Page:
Sunday, June 24, 2007

Babes in the Woods

I rushed out to the mountains after a hectic couple of days in the office catching up after my time in DC/Virginia. I had little more than my tent, mat and sleeping bag with me, but I wasn't worried. I was meeting my girlfriends for our annual camping weekend and I knew that I would be in good hands. I love girls camping weekend. Girls are the best campers - tidy, prepared, polite. Four of the girls have had babies in the last year, but that didn't keep them back, nor did it keep them from having fun. We hiked, we danced, we ate. Best of all, we were convinced by Ranger Steve to attend the Interpretive Show about trees and tree diseases that put on by the park rangers at our campground. The show was entitled Trauma and the Tree-R (most of the scenes took place in the Tree-age unit) and was filled with clever tree-related jokes (something about trunk enlargement and branch augmentation?) and costumes, mixed in with some song and dance. I captured a couple of short videos to share the hilarity of the show. In the first clip, listen carefully at the start for the tail end of the slim shady rap. Ranger Steve is awesome.

Wednesday, June 20, 2007

The Purfuit of Happineff

Town names such as Upperville, Middleburg and Centreville might lead one to assume Virginia is uninspiring. Don't be fooled.

My Sunday drive to Shenandoah National Park took me past miles of charming historic towns scattered along a landscape dominated by some of the most magnificent trees I've ever seen. When I reached the park, I was tempted to continue driving (in part, so that I might see more of this beautiful state and, in part, to savour the relief that the car's airconditioning offered from the stiffling heat). Instead, I parked the car and pedalled my way along the Blue Ridge Mountains, which constitute the backbone of the park. Great pavement, low traffic, spectacular views; this is a gem of a ride. I wanted to ride until dark, but my exhausted water bottles demanded an untimely return to my car.

Tragically, I only went for one more ride after that. It was on one of the many spectacularly well maintained bike paths in the region, along the Potomac River toward Mount Vernon. To me, a bike is the ultimate symbol of freedom and happiness. How fitting that I was on the same road as was travelled by the early Americans to protect those same principles.

Mount Vernon was formerly the estate of George Washington and is now a privately run education center / tourist attraction / yankee holy land / cash cow. Waiting in the lineup to tour the mansion, I pretended to be unphased by the heat. My charade was foiled by the steady gush of sweat from every pore on my body, which provoked questions from strangers, including 'You not from aroun' here, are you?' and 'Ma'am, you gonna be aight?'. Seriously. I don't think I sweat that much when I run.

Walking around the estate was inspiring. I couldn't help feeling a degree of envy toward American's for their recognition (and glorification?) of their rich history. This was reinforced by my visit to the National Archives. As an aside, as I was looking at the Declaration of Independence, I laughed to myself as I recalled an episode of Cheers in which Woody Boyd ran for Boston City Council. If you don't know what I'm talking about, you'll just have to trust me as I can't find a clip of it on youtube.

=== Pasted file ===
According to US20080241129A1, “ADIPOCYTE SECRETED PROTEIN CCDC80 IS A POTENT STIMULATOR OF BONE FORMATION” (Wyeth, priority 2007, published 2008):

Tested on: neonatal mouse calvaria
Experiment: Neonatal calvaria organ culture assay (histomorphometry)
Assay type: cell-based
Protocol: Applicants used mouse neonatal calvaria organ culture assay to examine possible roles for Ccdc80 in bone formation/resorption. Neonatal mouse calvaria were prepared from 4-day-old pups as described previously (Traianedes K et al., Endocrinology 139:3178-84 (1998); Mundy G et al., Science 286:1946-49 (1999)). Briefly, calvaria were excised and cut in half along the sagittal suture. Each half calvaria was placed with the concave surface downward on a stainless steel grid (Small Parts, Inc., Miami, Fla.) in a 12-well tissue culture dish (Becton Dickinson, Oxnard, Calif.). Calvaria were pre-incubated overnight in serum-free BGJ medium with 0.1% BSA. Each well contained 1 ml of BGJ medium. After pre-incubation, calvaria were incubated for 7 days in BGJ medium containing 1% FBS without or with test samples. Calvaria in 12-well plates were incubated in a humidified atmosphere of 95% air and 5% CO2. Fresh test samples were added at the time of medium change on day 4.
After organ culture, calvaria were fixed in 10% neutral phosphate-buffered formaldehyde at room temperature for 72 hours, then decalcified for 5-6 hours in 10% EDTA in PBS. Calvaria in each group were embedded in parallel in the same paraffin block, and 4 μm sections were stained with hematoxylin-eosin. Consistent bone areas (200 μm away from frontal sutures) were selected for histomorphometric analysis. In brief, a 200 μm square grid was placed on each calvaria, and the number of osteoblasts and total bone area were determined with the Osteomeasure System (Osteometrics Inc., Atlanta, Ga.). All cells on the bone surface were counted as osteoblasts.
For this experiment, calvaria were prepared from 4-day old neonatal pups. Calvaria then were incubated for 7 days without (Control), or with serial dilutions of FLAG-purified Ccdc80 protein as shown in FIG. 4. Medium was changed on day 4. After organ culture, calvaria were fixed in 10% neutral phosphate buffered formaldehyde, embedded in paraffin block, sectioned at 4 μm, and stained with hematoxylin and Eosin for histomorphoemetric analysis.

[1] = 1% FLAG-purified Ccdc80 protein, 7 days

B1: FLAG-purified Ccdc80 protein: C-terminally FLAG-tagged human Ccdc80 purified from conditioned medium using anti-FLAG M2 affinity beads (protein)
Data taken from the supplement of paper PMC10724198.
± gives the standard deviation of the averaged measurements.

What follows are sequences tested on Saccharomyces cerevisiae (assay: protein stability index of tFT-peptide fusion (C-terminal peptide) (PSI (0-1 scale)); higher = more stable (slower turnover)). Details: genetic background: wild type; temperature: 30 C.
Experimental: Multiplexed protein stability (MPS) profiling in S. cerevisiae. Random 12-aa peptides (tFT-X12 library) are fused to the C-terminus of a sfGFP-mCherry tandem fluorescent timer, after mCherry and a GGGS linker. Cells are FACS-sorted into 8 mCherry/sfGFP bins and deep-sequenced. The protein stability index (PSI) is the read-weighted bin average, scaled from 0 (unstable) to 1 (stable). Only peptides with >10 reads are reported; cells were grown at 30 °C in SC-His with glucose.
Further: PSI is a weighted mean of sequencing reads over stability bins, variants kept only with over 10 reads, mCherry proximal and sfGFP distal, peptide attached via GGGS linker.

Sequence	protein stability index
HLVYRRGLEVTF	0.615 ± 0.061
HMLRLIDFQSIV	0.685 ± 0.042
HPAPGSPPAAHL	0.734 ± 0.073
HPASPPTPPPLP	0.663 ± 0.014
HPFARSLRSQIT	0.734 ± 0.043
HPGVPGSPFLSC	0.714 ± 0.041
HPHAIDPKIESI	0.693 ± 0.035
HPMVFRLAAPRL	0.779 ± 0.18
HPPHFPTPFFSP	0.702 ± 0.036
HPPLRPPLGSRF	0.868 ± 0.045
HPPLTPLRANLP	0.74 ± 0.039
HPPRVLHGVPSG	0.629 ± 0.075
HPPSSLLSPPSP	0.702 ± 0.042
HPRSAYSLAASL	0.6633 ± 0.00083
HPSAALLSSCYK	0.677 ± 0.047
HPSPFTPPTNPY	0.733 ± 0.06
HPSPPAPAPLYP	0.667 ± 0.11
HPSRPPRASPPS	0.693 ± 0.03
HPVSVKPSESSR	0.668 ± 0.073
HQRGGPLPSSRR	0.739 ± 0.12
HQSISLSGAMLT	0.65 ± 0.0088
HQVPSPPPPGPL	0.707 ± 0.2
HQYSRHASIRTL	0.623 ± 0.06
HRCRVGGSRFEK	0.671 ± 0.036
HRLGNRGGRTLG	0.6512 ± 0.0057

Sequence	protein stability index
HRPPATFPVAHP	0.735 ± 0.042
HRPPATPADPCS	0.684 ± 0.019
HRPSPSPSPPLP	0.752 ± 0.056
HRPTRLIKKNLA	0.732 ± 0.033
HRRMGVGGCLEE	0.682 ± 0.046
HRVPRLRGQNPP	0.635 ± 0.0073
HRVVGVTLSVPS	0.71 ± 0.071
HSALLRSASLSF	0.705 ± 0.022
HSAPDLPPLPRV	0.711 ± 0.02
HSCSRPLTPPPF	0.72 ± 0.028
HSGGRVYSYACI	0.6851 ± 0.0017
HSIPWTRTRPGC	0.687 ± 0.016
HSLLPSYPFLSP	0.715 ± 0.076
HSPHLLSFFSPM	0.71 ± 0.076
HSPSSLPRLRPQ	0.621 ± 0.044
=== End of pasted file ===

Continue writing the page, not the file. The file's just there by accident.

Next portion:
The icing on the cake for this trip was a fourth row seat for a showing of Hamlet at the Shakespeare Theatre in DC last night. That guy is so clever.

I will definitely be back (next time, perhaps, in the winter).

Saturday, June 16, 2007

The Capital

One by one, the crowd dissipated. The empty carousel let out a squeek as it came to a halt. And there I stood, without my luggage - most importantly, without my bike. The UA attendant assured me that my luggage would be delivered first thing the next morning, but I made arrangements for a back up - a rental car - to make sure I wouldn't miss a beat. Good thing I did; my bags still have not arrived 24 hours later.

My destination of choice for the day was Washington DC. I'm generally not a fan of cities. I often find that I can see everything I'd like in about one day (there are exceptions, such as New York and London). Within less than an hour, I realized DC was going to be an exception to this rule. I couldn't walk a block without coming upon a monument or a museum. This is an impressive and inspiring city. So much to see and learn - it is overwhelming. I feel like I need a couple of weeks here to really take it all in. It's like a three dimensional wikipedia. Wait a minute, what does that say about my life?

The International Spy Museum, the Smithsonian American Art Museum, the National Portrait Gallery, a Hoop Dreams Tournament on the Mall, the US Capital Building, the US Botanic Garden, the Washington Monument, the World War II Memorial, the Lincoln Memorial, the Korean War Memorial. After the museums closed for the day, I reluctantly headed back to Reston, feeling that I had only scratched the surface in DC. When I arrived at my hotel, the adjacent street was lined with tents and teeming with people. It was "taste of the town", which was perfect, since it was dinner time and I was tired after ten hours of wallking (in heels, no less).

In the spirit of learning, I'm presenting my valued (albeit small) readership with a challenge. I have a special prize for the first person who can accurately identify what is happening in this picture. (Cliff Clavin answers will be eligible to win, but intelligent answers will take priority).